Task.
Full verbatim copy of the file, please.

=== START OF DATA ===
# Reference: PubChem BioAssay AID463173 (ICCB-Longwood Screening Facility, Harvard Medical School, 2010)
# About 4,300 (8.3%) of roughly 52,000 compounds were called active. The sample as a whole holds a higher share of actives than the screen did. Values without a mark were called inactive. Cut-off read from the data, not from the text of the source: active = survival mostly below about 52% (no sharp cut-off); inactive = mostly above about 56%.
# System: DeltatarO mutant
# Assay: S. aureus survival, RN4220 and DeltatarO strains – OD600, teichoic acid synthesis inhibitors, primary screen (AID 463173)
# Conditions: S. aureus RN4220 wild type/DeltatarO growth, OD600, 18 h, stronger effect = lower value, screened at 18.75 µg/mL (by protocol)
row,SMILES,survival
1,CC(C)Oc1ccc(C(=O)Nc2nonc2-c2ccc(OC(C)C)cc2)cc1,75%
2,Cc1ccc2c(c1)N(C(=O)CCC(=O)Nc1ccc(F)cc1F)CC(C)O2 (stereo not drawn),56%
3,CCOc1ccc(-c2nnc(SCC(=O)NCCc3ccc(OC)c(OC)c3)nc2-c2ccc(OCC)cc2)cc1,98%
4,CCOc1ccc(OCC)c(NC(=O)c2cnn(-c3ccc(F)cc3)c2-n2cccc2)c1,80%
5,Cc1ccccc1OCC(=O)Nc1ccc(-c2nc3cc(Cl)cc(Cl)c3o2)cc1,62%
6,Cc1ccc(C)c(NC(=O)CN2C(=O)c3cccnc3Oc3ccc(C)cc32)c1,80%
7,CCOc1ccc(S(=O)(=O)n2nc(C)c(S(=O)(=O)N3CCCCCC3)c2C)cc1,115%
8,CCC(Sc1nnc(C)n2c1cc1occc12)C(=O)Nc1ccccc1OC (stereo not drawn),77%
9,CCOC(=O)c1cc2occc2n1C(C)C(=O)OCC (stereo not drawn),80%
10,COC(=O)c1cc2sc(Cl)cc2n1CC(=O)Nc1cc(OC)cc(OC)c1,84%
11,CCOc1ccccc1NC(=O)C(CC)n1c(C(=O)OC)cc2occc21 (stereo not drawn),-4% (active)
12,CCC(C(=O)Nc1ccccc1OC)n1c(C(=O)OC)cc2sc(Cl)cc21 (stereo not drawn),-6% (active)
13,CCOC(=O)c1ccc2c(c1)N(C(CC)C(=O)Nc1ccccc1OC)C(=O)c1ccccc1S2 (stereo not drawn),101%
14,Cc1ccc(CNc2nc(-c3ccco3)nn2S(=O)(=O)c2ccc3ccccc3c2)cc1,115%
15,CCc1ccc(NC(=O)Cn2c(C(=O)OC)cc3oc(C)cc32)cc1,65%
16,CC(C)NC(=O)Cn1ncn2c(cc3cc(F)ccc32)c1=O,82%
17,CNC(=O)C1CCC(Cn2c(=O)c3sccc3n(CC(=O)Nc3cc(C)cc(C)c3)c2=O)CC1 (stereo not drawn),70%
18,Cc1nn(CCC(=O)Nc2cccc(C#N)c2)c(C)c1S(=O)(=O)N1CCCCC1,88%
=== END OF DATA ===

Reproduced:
# Reference: PubChem BioAssay AID463173 (ICCB-Longwood Screening Facility, Harvard Medical School, 2010)
# About 4,300 (8.3%) of roughly 52,000 compounds were called active. The sample as a whole holds a higher share of actives than the screen did. Values without a mark were called inactive. Cut-off read from the data, not from the text of the source: active = survival mostly below about 52% (no sharp cut-off); inactive = mostly above about 56%.
# System: DeltatarO mutant
# Assay: S. aureus survival, RN4220 and DeltatarO strains – OD600, teichoic acid synthesis inhibitors, primary screen (AID 463173)
# Conditions: S. aureus RN4220 wild type/DeltatarO growth, OD600, 18 h, stronger effect = lower value, screened at 18.75 µg/mL (by protocol)
row,SMILES,survival
1,CC(C)Oc1ccc(C(=O)Nc2nonc2-c2ccc(OC(C)C)cc2)cc1,75%
2,Cc1ccc2c(c1)N(C(=O)CCC(=O)Nc1ccc(F)cc1F)CC(C)O2 (stereo not drawn),56%
3,CCOc1ccc(-c2nnc(SCC(=O)NCCc3ccc(OC)c(OC)c3)nc2-c2ccc(OCC)cc2)cc1,98%
4,CCOc1ccc(OCC)c(NC(=O)c2cnn(-c3ccc(F)cc3)c2-n2cccc2)c1,80%
5,Cc1ccccc1OCC(=O)Nc1ccc(-c2nc3cc(Cl)cc(Cl)c3o2)cc1,62%
6,Cc1ccc(C)c(NC(=O)CN2C(=O)c3cccnc3Oc3ccc(C)cc32)c1,80%
7,CCOc1ccc(S(=O)(=O)n2nc(C)c(S(=O)(=O)N3CCCCCC3)c2C)cc1,115%
8,CCC(Sc1nnc(C)n2c1cc1occc12)C(=O)Nc1ccccc1OC (stereo not drawn),77%
9,CCOC(=O)c1cc2occc2n1C(C)C(=O)OCC (stereo not drawn),80%
10,COC(=O)c1cc2sc(Cl)cc2n1CC(=O)Nc1cc(OC)cc(OC)c1,84%
11,CCOc1ccccc1NC(=O)C(CC)n1c(C(=O)OC)cc2occc21 (stereo not drawn),-4% (active)
12,CCC(C(=O)Nc1ccccc1OC)n1c(C(=O)OC)cc2sc(Cl)cc21 (stereo not drawn),-6% (active)
13,CCOC(=O)c1ccc2c(c1)N(C(CC)C(=O)Nc1ccccc1OC)C(=O)c1ccccc1S2 (stereo not drawn),101%
14,Cc1ccc(CNc2nc(-c3ccco3)nn2S(=O)(=O)c2ccc3ccccc3c2)cc1,115%
15,CCc1ccc(NC(=O)Cn2c(C(=O)OC)cc3oc(C)cc32)cc1,65%
16,CC(C)NC(=O)Cn1ncn2c(cc3cc(F)ccc32)c1=O,82%
17,CNC(=O)C1CCC(Cn2c(=O)c3sccc3n(CC(=O)Nc3cc(C)cc(C)c3)c2=O)CC1 (stereo not drawn),70%
18,Cc1nn(CCC(=O)Nc2cccc(C#N)c2)c(C)c1S(=O)(=O)N1CCCCC1,88%